“Why did it take a pandemic to see the humanity in teaching?” said author Bettina Love recently in a webinar on abolitionist teaching.
Abolitionist teaching is a new concept to me, I’ll admit. Some of the ideas certainly made me uncomfortable, but I am finding more and more comfort with these ideas as each day passes. At one point, Dena Simmons, author of noted that “SEL [was] white supremacy with a hug,” rocking me to core, having embraced social-emotional learning in my classroom for years now. At the end of the day, though, Dr. Love’s question is an important one to center. After all, what are we in this profession for if not for helping students connect with their humanity?
With some time to sit with these ideas and some additional digging into them, I’ve come to a familiar realization that the exploration of these ideas do not require us to draw hard lines in the sand. SEL isn’t necessarily bad; it’s just bad when not done through the lens of anti-bias and anti-racist education.
The same goes for personalized learning. It is incumbent upon us as responsible pedagogues to not only consider what personalization looks like within the context of a pandemic, but also within the context of a society whose collective consciousness is radically changing in light of recent world events. I think I can safely speak for other White people when I say many of our eyes have opened wider than they ever have been, and so many of us are now more keenly aware of the grasp that White supremacy has on our country and its institutions.
The systemic constraints brought about by a global pandemic and uprisings in response to racism continue to transform our definition of personalization, and as a result, when discussing personalized learning, we must consider these barriers. Personalizing learning during a pandemic is, in fact, possible–just not necessarily in the ways that technology-driven pedagogy would have you think. Far too many teachers resort to web-based, adaptive tools when trying to personalize learning, and far too many–perhaps even more–teachers are leveraging these tools while trying to teach from home.
We have to be intentional when personalizing learning. If we over-individualize learning by giving each child a different activity or using web-based, adaptive tools to digitally individualize content, we commit ourselves and our students to a number of unintended consequences, such as social isolation and tracking, both of which ultimately work against our collective goals for equity in schools.
We shouldn’t have had to wait for a pandemic to be able to see the humanity in teaching. Our humanity was there all along, and by considering what it means to humanize personalization, we create more options for ourselves when trying to reach all students in the classroom–whether it be in person or from a distance. The problem with mainstream thinking on personalized learning is that it centers digital tools and learning activities, when in reality, we should be centering human beings, their identities, and their experiences. We need not purchase expensive digital subscriptions to accelerate kids through automated content; we can instead leverage what we know about humanized pedagogy to help our students stay connected with one another, meanwhile learning what they need to learn.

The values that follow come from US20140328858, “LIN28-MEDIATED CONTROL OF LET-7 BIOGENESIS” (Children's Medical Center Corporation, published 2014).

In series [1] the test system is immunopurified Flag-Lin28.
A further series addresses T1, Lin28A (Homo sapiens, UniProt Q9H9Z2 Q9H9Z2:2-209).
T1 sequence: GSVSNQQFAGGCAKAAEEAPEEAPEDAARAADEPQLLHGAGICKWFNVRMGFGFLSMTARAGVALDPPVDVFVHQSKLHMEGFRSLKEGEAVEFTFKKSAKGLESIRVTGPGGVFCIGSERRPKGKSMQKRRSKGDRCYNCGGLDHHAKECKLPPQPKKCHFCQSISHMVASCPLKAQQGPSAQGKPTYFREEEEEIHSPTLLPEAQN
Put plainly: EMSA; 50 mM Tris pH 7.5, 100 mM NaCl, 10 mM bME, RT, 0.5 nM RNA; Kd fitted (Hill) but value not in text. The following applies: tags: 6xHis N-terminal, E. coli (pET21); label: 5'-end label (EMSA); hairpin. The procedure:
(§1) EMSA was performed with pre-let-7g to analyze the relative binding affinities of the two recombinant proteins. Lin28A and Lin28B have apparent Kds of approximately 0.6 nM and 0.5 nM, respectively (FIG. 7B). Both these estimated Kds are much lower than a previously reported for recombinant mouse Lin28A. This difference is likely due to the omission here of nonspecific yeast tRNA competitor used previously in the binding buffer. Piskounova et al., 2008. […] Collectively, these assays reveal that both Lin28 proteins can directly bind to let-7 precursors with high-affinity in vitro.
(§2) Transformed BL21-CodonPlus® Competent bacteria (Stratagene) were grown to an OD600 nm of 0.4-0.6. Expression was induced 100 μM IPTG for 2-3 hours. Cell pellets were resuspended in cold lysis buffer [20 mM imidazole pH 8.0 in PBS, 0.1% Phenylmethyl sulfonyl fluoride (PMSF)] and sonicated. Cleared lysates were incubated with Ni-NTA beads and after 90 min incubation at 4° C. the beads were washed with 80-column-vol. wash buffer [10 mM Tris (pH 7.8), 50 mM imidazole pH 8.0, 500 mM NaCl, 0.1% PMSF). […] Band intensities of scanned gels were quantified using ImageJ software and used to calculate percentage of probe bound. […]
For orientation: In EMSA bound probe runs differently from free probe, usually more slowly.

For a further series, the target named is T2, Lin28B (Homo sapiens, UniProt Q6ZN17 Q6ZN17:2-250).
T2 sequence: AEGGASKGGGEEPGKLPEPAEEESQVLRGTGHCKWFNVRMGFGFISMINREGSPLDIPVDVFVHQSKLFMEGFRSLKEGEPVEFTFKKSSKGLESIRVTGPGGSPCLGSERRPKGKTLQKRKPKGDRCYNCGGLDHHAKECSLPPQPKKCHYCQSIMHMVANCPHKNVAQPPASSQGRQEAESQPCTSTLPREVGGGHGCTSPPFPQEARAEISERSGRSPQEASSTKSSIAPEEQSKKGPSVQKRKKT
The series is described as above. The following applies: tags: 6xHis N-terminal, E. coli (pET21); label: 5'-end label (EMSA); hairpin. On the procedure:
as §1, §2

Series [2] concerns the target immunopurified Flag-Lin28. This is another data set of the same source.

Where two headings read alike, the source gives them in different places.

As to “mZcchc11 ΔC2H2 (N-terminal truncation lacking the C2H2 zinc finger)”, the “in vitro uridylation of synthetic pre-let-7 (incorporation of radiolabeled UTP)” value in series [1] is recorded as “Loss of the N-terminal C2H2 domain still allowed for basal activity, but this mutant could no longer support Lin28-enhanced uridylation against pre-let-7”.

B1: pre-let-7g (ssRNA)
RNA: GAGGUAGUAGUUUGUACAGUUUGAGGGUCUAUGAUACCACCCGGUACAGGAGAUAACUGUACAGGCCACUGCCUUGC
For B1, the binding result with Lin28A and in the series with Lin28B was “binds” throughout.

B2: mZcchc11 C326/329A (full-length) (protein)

I developed this theory for personalization shortly after leaving Silicon Valley in 2017, and I did so having witnessed the maladaptive and dehumanizing effects of personalized learning technologies in classrooms.
Learning that’s inherently personal and meaningful still matters–even when we are teaching in a pandemic. In fact, it’s probably even more important when we’re teaching from a distance. We must be even more inquisitive, even more mindful, and even more intentional when personalizing learning during a pandemic. It’s all too tempting to put kids on personalized learning programs, but we must resist and consider the alternatives.
Tip 1: Use digital technology as a means for keeping students connected–not as a means for individualizing learning or “keeping them busy.”
Generally speaking, I like to consider a few key questions prior to choosing technology for my classroom:
- Does the tool minimize complexity?
- Does the tool maximize individual power and potential?
- Does the tool reimagine learning experiences?
- Does the tool preserve or enhance student connection?
The final question is especially important to consider when teaching from a distance. Too often, teachers resort to web-based, adaptive tools that individualize content and attempt to accelerate students through curriculum. Good teachers know that this is not learning; we know that this is content consumption and regurgitation, dehumanizing the learning process and engendering dependent learning habits. As Zaretta Hammond shares in Culturally Responsive Pedagogy and the Brain, dependent learning operates in opposition to culturally responsive pedagogy and student liberation–meaning that it operates in opposition of our goals for humanized teaching and learning.
But that’s not to say that technology can’t help us personalize learning and provide quality instruction while teaching from our homes. In a recent Edutopia article on humanizing digital pedagogy, I wrote about creating opportunities for dialogue, discourse, and self-reflection using digital tools like Seesaw and Google Meet. Simple tools like these allow for the free-flow of dialogue and the easy sharing of photos of student work; they create opportunities for connection and collaboration, assuming, of course, that teachers and students have access to devices and Internet connection.